Jeremiah 24:1

Jeremiah 24:1

The Lord showed me
A vision, or in a vision, what follows; for by this it appears that what was seen was not real, but what was exhibited in a visionary way by the Lord, and represented to the mind of the prophet: and, behold, two baskets of figs were set before the temple of the
Lord;
or "pots", as Jarchi; these do not signify the law and Gospel, or the synagogue and church, or the Jews and Christians, or hell and heaven, as some have interpreted it, observed by Jerom; but the Jews that were in captivity with Jeconiah, and those that remained in Jerusalem with Zedekiah, as it is explained in some following verses. These baskets are said to be "set before the temple of the Lord", not to be sold there, but to be presented to the Lord; in allusion to the baskets of firstfruits, which, according to the law, were thither brought for that purpose, ( Deuteronomy 26:2 ) ; and signify, that the two people represented by them were before the Lord, in his sight, were known to him, and judged by him; after that Nebuchadnezzar king of Babylon had carried away captive
Jeconiah the son of Jehoiakim, king of Judah, and the princes of Judah,
with the carpenters and smiths, from Jerusalem, and had brought them to
Babylon:
this was done when Jeconiah had reigned but little more than three months, and in the eighth year of Nebuchadnezzar's reign, ( 2 Kings 24:8 2 Kings 24:12 ) ( 2 Chronicles 36:9 2 Chronicles 36:10 ) . This is mentioned, not only to show the time of this vision, which was a little after this captivity, in the beginning of Zedekiah's reign; but to let us know who the captives were, signified by the good figs. The "carpenters" and "smiths" were carried away with the king and the princes, partly that they might be serviceable to the king of Babylon in his country; and partly that they might not be assisting to their own country in repairing their fortifications, and making instruments of war for them. There were a "thousand" of this sort carried captive, ( 2 Kings 24:16 ) ; where the former of these are called "craftsmen". Jarchi interprets both of the scholars of the wise men; and Kimchi, of counsellors and wise men. The word for "carpenters" is used both of carpenters and blacksmiths; and that for "smiths" may be rendered "enclosers", or "shutters up"; which the Targum understands of porters or shutters of gates; and some think goldsmiths are meant, that set or enclose precious stones in gold; and others are of opinion that masons are intended, so called from the building of walls for the enclosing of places. The Syriac version renders it "soldiers"; but those are distinguished from them, ( 2 Kings 24:14 2 Kings 24:16 ) . The Septuagint version translates it "prisoners"; but so all the captives might be called; and it adds, what is not in the text, "and the rich"; and the Arabic version following that; though it is true they were carried captive; for it is said, "none remained, save the poorest sort of the people of the land", ( 2 Kings 24:14 ) . This, according to Bishop Usher F24, was in the year of the world 3405, and before Christ 599; and so the authors of the Universal History F25 place it; and Mr. Whiston F26 also; and Mr. Bedford F1 a year later; and in the same year that this captivity began was Cyrus the Persian born, who was the deliverer of the Jews from it.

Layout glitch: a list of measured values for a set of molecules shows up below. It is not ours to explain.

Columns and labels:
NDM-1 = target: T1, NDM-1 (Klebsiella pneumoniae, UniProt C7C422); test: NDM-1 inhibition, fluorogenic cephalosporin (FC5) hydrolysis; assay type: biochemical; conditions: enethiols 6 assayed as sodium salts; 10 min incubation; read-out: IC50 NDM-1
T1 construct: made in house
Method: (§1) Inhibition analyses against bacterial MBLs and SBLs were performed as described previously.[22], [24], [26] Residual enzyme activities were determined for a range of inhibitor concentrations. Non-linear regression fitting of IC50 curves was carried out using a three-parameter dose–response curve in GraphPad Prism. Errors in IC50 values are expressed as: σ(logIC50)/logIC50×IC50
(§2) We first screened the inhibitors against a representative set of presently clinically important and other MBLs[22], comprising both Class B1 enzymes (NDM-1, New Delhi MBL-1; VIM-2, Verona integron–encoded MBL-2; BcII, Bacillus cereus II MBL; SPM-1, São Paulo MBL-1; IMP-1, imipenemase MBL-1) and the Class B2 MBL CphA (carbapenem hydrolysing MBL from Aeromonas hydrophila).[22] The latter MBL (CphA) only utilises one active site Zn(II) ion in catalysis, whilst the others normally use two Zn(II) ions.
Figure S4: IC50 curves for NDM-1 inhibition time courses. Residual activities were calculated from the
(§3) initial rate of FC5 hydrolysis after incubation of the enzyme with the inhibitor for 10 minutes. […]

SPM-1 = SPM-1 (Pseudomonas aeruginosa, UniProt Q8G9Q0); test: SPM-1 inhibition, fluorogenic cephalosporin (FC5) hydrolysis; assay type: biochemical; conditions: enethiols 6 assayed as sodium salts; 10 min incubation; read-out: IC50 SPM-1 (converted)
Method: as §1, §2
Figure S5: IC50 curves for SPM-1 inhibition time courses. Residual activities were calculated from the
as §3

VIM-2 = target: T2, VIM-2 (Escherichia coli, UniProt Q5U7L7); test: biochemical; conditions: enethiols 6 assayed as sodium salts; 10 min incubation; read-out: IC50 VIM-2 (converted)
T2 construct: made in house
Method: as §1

FOOTNOTES:

F24 Annales Vet. Test. p. 123.
F25 Vol. 21. p. 60,
F26 Chronological Tables, cent. 10.
F1 Scripture Chronology, p. 678.
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